You better believe New York’s next championship is on the way

It has been little over a week since the Islanders’ splendid run came to a sad but not entirely stunning end. In a couple of days the Yankees will embark on their most bizarre quest for a championship since they started making regular such quests in 1921.

That means New York’s Hell Clock sits at 3,523 Sunday morning (and if you are new here, you know that the Hell Clock began to chime on Feb. 5, 2011, not long after the Giants beat the Patriots in the Super Bowl for the second time, a glorious moment we’ve had to savor longer than we ever could’ve imagined as it is now 3,523 days since we’ve had one of our locals win a title).

So we have adjusted. It isn’t healthy being mad all the time. It is pointless raging about empty seasons and lousy teams. It should be beneath us that we take great glee in the fact Boston’s splurge of title teams has hit a wall (assuming the Heat do the right thing and finish off the Celtics) and it should be really beneath us to be jealous of Kansas City, owners of two championships since 2015.

I find New York sports fans seeking out alternate ways to gain fulfillment from sports in a time when it is so debilitating to wonder when the next tour up the Canyon of Heroes might be. That can be immersing ourselves in fantasy baseball and football (I have made a triumphant return to the latter this year; no worries, I will not bore you with my lamentations about my first pick, Michael Thomas. Not yet, anyway).

It can be getting away for a few days to play golf, or it can be gathering on a friend’s deck to watch a glut of Thursday-evening games (and it is a reminder of the pull of football that even though said friend is Canadian and a fellow emotional investor in the Islanders, an elimination game had to be viewed during commercials of a Browns-Bengals game; majority rules).

It can be sipping on a Bud Light or three and sitting back and simply enjoying the pleasures of sports, some of them visceral, some of them faded. I have a friend who has literally yet to stop smiling because he happened to be sitting next to me on the night when Steve Cohen was formally announced as the front-runner to become the new Mets owner. I have another who makes note of the fact the same day he buried the Yankees they put together a 10-game winning streak.

(And yes, true-believer fans still believe they have power over the universe. It is one of the very best things about sports, still. And, you know, one of the oddest.)

Just the other night, someone told me the story of a family friend who emigrated from Ireland over 50 years ago and somehow actually found himself at the Orange Bowl on Jan. 12, 1969, watching Super Bowl III, watching Jets 16, Colts 7, and retaining a feeling, all these years later, that it wasn’t exactly the best game he’d ever seen.

(Presumably, he figured the Jets would certainly be better the NEXT time they made it to the Super Bowl. And, if that’s so … well, he hasn’t exactly been proven wrong yet.)

And we have our own personal sparring sessions with sports. We play cards, and as 50 comes and goes we start to better appreciate just why that’s been on ESPN (sedentary athletes! Love it!). We dabble in golf, and hope that while chasing double bogeys we aren’t run over by out-of-control golf carts (it’s been a very bad stretch in New York, remember).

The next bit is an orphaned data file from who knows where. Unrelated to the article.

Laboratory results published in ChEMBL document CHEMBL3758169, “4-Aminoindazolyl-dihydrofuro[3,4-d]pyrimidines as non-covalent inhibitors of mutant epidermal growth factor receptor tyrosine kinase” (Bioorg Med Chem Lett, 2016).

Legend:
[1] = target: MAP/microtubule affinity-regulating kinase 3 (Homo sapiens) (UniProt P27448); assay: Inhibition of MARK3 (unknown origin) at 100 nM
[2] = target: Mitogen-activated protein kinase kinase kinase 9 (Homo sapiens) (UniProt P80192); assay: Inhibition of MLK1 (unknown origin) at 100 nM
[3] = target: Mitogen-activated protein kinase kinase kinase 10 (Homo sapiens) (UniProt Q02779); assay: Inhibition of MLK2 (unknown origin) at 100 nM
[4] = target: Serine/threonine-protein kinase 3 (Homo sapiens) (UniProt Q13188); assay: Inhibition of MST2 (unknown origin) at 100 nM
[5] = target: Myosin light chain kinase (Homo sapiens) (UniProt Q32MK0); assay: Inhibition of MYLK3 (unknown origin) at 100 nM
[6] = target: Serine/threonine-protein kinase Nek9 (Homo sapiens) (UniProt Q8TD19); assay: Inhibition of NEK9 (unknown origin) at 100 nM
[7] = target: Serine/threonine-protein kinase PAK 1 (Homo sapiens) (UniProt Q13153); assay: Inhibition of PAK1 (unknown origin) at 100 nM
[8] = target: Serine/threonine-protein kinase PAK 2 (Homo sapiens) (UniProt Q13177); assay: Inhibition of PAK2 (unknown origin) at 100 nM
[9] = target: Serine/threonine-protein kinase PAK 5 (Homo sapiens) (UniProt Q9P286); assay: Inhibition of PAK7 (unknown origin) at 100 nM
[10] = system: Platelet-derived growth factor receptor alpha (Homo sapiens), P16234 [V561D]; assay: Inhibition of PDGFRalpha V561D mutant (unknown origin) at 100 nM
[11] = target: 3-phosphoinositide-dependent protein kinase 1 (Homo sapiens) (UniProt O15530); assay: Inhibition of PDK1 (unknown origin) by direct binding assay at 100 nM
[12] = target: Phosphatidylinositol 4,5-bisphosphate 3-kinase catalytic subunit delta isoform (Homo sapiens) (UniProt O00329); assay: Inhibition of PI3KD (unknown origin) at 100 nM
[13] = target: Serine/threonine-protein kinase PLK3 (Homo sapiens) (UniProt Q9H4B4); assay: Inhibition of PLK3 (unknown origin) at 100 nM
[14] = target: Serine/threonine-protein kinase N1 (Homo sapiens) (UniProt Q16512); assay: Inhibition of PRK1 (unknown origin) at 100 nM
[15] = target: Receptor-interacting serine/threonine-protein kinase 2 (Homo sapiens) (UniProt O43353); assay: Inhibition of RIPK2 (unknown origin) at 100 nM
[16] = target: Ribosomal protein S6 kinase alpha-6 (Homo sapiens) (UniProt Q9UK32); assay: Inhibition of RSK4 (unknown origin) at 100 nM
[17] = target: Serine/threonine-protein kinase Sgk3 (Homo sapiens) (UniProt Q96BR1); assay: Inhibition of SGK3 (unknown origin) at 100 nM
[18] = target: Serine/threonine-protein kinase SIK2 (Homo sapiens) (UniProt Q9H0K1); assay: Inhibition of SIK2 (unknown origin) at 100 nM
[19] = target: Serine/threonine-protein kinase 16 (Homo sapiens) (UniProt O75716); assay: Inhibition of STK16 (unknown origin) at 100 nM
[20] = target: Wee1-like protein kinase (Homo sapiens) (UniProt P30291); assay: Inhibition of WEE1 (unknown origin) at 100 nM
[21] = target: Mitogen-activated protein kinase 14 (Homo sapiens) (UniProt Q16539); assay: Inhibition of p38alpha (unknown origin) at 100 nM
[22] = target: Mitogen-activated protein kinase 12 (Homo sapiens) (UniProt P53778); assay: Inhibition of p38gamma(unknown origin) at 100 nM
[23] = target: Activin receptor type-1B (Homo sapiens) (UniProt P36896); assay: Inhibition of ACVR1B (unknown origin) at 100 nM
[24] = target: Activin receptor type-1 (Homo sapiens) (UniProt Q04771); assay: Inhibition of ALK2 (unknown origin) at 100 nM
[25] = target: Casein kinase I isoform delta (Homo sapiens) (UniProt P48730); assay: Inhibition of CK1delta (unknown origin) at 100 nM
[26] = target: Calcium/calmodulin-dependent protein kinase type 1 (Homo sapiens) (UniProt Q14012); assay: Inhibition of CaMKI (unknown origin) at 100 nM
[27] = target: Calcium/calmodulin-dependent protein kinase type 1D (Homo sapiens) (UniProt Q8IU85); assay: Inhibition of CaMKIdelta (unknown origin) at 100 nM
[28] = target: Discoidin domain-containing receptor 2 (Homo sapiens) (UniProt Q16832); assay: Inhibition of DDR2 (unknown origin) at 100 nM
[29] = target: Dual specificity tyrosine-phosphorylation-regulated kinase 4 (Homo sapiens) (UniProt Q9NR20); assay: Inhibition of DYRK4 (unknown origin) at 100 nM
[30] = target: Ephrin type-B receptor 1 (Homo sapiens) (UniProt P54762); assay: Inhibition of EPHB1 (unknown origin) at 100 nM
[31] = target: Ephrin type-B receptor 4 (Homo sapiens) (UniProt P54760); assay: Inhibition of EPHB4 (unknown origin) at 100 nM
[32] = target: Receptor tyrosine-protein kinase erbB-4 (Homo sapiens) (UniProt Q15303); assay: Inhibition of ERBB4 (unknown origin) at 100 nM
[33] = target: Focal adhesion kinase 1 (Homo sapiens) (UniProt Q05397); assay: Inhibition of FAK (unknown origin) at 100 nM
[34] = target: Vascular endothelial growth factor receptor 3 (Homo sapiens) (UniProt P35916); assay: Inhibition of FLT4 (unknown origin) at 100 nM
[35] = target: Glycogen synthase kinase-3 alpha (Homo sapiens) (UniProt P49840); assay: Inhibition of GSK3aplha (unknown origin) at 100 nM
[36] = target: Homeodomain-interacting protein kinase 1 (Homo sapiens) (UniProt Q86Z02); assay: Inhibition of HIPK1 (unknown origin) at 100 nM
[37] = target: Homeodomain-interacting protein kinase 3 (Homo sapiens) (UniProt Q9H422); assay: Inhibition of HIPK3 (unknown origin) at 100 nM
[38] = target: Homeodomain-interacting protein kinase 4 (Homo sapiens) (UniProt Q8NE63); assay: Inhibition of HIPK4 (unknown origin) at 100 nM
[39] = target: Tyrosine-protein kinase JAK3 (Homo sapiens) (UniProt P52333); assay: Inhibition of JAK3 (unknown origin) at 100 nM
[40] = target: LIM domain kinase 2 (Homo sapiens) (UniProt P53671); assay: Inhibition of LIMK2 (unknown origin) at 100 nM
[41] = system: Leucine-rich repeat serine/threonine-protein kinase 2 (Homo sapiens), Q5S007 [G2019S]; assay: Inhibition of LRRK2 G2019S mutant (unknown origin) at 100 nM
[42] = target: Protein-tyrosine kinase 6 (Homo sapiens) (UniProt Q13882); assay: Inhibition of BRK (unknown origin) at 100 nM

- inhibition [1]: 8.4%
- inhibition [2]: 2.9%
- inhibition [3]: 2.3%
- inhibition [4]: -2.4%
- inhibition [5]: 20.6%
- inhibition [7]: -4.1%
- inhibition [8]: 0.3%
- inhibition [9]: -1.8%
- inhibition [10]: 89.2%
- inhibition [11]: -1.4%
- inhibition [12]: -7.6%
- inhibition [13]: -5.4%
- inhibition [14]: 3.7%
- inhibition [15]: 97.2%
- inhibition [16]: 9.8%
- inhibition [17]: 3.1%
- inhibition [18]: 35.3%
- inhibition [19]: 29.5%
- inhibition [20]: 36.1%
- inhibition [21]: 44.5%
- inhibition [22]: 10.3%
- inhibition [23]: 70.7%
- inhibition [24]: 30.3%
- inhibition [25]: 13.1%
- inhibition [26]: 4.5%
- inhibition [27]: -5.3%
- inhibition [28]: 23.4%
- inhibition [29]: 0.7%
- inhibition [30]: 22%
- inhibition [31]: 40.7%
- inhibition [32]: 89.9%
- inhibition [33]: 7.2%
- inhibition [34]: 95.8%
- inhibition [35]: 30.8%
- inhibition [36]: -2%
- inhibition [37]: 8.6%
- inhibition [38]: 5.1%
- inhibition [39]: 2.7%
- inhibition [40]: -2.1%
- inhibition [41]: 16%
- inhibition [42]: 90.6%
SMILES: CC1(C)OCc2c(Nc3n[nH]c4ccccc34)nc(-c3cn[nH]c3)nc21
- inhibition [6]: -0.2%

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Maybe we dream of being able to play in rec-league softball and basketball games again, replete with raging at referees, and sometimes losing our cool and raging at teammates, too, having taken some temporary Billy Martin pills. All the time understanding: sometimes you’re the dog, and sometimes you’re the hydrant.

We’ve been a sports hydrant in New York a little too long — 3,523 days, to be exact. But we keep believing: The big dog is on the way. Yes he is. Just you wait.

Vac’s Whacks

I have very few rules in my life, but a steadfast one is this: When Jeff Pearlman releases a new book, get your hands on said book as soon as possible. “Three-Ring Circus,” about the Shaq-Kobe-Phil Lakers, arrived this week. I highly recommend cracking it open as soon as possible.


A nice story: During the pandemic, Mets alumni, under the careful hand of our old pal Jay Horwitz, have been conducting Zoom calls with assisted-living facilities. They’ve done nine of them so far, with more to follow — including such luminaries as Darryl Strawberry, Doc Gooden and John Franco. Good stuff.


Good for Don Mattingly.


I have a feeling Coach Judge is going to get hard-earned victory number one Sunday at MetLife. I can’t speak for how many others will follow, but my spidey sense is Sunday ends well for the blue.

Whack Back at Vac

Steven Sachs: So who does Christopher Johnson think is a lousy football coach?
Vac: It’s sort of a corollary question to this one: Who does Alex Rodriguez think is a cheating scoundrel?

Alan Hirschberg: 2020 Mets: The whole is so much less than the sum of the parts.
Vac: I think we can etch that baby in granite.

@BrandNewUsedCar: Sandy Alderson, under the circumstances he came in and operated under, was one of the best GMs the Mets have ever had. The end of the itchy trigger finger days of Brodie Van Wageben should be welcomed by all Mets fans. Welcome back Sandy!
@MikeVacc: I went more than a few rounds with Alderson during his first tenure with the Mets, but always suspected he was too often handcuffed by owner interference. It will be interesting to see what he does here under what promises to be much different circumstances.

Mike Calmenson: In regards to Saquon Barkley and the Giants: As Branch Rickey said to Ralph Kiner as the great Kiner asked for a raise after a monster year: “We can lose just as well without you.”
Vac: So sad. But so true.

New York Post

Source: Newzandar.com

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